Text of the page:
Should I spay/ neuter my dog? This is a question many dog lovers are having a hard time answering. Of course, they love their cute pets, but they should also balance it with being a responsible pet owner. To help you address this concern, this article will discuss the pros and cons of spaying and neutering.
What Is Spaying / Neutering?
Spaying and neutering are common methods of sterilisation for animals. Spaying is a de-sexing procedure for female dogs. The female’s ovaries and uterus are removed through surgery. Neutering, also known as castration, is a de-sexing procedure that involves the removal of a male dog’s testicles.
Should I Spay / Neuter My Dog?
Pros of Spaying Your Dog
#1. No Pregnancy
The main advantage of spaying is preventing your dog from getting pregnant. It means avoiding complications associated with pregnancy. Also, spaying relieves the stress of having too many dog litters – the financial burden on dog owners and bigger space requirements that go along with it.
#2. Reduced risk of certain types of cancer
Because the uterus and ovaries will be removed, you don’t have to worry about your dog developing cancer in these organs. Spaying also lessens the risk of breast cancer, especially if your dog undergoes the procedure before reaching two years old.
#3. Your dog will be cleaner and calmer
One of the pros of spaying is preventing your dog from being in heat. By spaying your pet pooch, you don’t have to worry anymore about bloody discharges, which can stain your furniture, carpet, and the whole house. Your pet will also have less desire to find a mate, which means she won’t be wandering off to the neighbourhood or escaping the house anytime soon.
Cons Of Spaying Your Dog
#1. Weight gain
Spayed female dogs can gain weight as a result of changes in metabolism and hormonal structure. This scenario can be avoided by feeding your dog the right kinds of food and ensuring that she has regular exercise.
#2. Risks associated with anaesthesia
Because spaying involves surgery, the procedure has to be done under general anaesthesia. There is a possibility that a dog will have an adverse reaction to the drugs used. Research show that about 20% of dogs who received general anaesthesia experienced complications after surgery.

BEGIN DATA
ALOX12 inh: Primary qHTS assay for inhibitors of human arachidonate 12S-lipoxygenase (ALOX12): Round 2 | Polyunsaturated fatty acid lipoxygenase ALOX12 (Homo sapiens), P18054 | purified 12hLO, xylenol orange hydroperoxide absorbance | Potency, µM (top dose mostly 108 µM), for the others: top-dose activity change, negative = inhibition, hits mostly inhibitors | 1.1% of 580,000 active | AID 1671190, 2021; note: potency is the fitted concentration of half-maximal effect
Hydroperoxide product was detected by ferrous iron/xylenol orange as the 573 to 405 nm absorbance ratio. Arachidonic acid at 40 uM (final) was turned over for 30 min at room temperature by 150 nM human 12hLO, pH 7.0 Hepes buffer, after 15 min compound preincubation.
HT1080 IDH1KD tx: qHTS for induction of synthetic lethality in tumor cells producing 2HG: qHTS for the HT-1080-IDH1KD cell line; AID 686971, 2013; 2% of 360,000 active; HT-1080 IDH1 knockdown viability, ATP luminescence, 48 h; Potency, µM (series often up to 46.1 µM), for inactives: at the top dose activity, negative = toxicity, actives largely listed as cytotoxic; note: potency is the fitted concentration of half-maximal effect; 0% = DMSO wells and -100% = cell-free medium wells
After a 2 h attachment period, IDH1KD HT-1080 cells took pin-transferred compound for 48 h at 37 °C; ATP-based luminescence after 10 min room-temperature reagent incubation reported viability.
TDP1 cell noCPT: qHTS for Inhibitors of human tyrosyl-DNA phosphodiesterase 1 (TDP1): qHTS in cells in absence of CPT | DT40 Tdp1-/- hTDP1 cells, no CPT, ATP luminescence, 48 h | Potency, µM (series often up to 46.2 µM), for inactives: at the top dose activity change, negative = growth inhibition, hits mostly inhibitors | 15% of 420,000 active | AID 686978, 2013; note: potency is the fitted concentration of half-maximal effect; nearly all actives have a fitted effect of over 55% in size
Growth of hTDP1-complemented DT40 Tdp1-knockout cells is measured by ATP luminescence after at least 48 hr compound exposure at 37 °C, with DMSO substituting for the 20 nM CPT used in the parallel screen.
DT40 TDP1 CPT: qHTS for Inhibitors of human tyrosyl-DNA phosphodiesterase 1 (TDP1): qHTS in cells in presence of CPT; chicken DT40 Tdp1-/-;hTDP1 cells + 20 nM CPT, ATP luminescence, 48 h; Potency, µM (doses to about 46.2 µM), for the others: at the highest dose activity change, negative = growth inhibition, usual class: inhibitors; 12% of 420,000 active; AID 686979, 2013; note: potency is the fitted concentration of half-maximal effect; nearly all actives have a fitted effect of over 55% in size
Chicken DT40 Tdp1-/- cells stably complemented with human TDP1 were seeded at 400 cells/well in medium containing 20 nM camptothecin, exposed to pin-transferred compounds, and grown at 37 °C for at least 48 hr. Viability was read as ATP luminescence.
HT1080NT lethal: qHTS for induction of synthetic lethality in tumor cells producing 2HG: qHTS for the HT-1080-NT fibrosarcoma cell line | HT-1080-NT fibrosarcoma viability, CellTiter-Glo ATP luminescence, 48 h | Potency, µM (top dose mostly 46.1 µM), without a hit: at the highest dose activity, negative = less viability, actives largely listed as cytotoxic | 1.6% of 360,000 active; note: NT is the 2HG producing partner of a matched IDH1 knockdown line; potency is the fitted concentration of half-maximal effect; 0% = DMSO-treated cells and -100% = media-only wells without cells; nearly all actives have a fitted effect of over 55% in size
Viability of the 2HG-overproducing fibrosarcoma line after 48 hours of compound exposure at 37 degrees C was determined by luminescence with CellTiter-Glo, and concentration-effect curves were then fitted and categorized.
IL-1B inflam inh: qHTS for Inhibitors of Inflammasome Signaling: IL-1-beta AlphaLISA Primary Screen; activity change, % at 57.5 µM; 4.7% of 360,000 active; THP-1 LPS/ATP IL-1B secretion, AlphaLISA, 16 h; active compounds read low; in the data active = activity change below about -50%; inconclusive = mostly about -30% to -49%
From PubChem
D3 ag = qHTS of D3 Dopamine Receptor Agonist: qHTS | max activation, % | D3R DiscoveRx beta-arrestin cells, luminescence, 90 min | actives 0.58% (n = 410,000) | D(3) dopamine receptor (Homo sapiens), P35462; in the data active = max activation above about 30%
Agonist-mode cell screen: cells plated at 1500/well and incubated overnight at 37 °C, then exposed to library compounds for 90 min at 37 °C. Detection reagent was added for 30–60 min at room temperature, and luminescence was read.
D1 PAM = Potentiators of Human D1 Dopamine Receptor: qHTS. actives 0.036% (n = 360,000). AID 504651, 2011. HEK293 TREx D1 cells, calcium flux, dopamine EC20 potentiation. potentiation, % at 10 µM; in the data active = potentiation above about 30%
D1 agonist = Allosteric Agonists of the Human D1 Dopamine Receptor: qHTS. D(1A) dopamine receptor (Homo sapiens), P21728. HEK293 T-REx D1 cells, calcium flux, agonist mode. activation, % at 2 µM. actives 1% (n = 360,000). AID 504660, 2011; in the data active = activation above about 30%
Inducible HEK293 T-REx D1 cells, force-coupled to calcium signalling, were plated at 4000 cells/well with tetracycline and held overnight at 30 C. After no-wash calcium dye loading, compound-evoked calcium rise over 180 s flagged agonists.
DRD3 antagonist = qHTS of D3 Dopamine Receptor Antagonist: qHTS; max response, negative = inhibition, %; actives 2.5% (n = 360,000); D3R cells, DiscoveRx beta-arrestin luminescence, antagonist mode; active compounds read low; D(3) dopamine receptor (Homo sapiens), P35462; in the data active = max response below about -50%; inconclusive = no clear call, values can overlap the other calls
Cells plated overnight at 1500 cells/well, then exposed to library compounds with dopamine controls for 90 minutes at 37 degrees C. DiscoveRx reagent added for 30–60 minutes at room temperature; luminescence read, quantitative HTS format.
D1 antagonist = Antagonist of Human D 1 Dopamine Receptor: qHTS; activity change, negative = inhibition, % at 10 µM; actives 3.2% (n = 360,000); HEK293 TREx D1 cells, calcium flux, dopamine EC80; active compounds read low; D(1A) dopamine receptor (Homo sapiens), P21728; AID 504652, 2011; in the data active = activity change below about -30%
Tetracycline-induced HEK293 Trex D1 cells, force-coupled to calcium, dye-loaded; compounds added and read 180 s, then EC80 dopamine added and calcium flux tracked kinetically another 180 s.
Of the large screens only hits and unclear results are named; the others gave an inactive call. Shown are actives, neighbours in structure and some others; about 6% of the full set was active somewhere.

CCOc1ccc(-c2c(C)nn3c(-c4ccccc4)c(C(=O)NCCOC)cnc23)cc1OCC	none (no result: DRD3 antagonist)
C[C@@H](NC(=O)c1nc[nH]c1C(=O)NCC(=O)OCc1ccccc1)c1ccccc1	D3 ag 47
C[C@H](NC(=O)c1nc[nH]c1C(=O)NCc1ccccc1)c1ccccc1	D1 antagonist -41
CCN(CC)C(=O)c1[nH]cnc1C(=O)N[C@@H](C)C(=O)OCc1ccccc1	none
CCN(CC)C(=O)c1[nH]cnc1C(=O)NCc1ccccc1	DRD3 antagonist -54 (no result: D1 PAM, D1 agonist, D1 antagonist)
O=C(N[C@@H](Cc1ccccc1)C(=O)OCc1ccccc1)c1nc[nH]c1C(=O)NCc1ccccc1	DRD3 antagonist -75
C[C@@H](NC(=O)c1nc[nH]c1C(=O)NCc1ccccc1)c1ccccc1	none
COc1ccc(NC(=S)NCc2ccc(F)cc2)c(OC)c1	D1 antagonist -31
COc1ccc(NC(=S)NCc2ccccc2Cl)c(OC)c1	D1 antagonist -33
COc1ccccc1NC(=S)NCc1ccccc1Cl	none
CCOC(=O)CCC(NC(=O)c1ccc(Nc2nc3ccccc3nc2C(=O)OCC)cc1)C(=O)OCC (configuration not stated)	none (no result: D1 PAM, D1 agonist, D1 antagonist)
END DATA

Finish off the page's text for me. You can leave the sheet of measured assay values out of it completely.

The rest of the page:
#3. Hemangiosarcoma and other complications
One of the disadvantages of spaying is the increased risk of having cancer known as hemangiosarcoma. This type of cancer can affect a dog’s spleen and heart. It appears that hormones from the female reproductive system offer some protection against this disease.
Pros Of Dog Neutering
#1. Less aggression and bad behaviour
Testosterone drives sexual desire, aggression, and dominant behavior in male dogs. The main advantage of neutering is that pet owners won’t have to deal with these problems. Your pet is less likely to chase down a neighbour’s female dog to look for a mate. Typically, a neutered dog is more gentle. And, you don’t have to clean the house time and time again. Neutered males are less likely to “mark” their territories.
#2. Prevents certain health problems
Neutering can help prevent your dog from acquiring certain diseases. Non-neutered males are more prone to testicular cancer. Your dog will also love the fact that it has a lower chance of developing prostate enlargement, cysts, and infections.
#3. Stops overpopulation
Overpopulation is a big problem that should be addressed. Many dogs end up in shelters because their owners are not able to provide care, food, and shelter. As a responsible dog lover, you can help solve this issue by having your dog neutered.
Cons Of Dog Neutering
#1. Hypothyroidism and obesity
One of the cons of neutering your dog is the increased risk of hypothyroidism. After undergoing the procedure, hormone levels in the endocrine system may be affected, including the thyroid gland. Without proper intervention, it can lead to dog obesity.
#2. Dog dementia and bone problems
Another disadvantage of neutering is the increased risk of dog dementia. A dog with this disorder will get disoriented and interact differently with humans. For dogs who have undergone neutering at a wrong age, they also carry a higher risk of hip dysplasia, ligament problems, and bone cancer.
#3. Risks associated with general anaesthesia
Like spaying, neutering requires general anaesthesia. About 1 in 5 dogs develop an adverse reaction to it. However, most complications are minor, and only a few cases lead to life-threatening conditions.
There are pros and cons of spaying or neutering dogs. The pros of spaying/ neutering are preventing overpopulation, more behaved pets, and reduced risk of acquiring certain cancers. On the other hand, the cons of spaying/ neutering are hypothyroidism and weight gain, hip dysplasia, and risks associated with anaesthesia.
Is your dog Spay/Neutered? Let us know your thoughts in the comments below.